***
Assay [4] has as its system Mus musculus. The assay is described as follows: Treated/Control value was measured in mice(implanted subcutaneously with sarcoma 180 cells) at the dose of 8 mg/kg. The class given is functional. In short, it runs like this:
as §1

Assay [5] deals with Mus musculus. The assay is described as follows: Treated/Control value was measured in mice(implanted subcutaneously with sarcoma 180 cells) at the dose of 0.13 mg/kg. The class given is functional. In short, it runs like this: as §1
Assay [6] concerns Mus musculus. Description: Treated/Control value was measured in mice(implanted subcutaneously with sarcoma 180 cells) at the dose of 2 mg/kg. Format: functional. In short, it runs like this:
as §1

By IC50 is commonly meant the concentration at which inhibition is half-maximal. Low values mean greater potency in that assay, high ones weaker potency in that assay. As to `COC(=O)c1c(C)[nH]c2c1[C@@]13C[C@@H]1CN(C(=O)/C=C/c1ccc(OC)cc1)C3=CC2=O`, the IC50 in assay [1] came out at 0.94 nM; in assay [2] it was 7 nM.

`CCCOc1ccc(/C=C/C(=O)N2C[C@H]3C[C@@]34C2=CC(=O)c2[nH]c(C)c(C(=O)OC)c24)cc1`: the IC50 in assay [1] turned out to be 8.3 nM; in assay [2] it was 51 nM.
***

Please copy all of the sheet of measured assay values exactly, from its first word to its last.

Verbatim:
Assay [4] has as its system Mus musculus. The assay is described as follows: Treated/Control value was measured in mice(implanted subcutaneously with sarcoma 180 cells) at the dose of 8 mg/kg. The class given is functional. In short, it runs like this:
as §1

Assay [5] deals with Mus musculus. The assay is described as follows: Treated/Control value was measured in mice(implanted subcutaneously with sarcoma 180 cells) at the dose of 0.13 mg/kg. The class given is functional. In short, it runs like this: as §1
Assay [6] concerns Mus musculus. Description: Treated/Control value was measured in mice(implanted subcutaneously with sarcoma 180 cells) at the dose of 2 mg/kg. Format: functional. In short, it runs like this:
as §1

By IC50 is commonly meant the concentration at which inhibition is half-maximal. Low values mean greater potency in that assay, high ones weaker potency in that assay. As to `COC(=O)c1c(C)[nH]c2c1[C@@]13C[C@@H]1CN(C(=O)/C=C/c1ccc(OC)cc1)C3=CC2=O`, the IC50 in assay [1] came out at 0.94 nM; in assay [2] it was 7 nM.

`CCCOc1ccc(/C=C/C(=O)N2C[C@H]3C[C@@]34C2=CC(=O)c2[nH]c(C)c(C(=O)OC)c24)cc1`: the IC50 in assay [1] turned out to be 8.3 nM; in assay [2] it was 51 nM.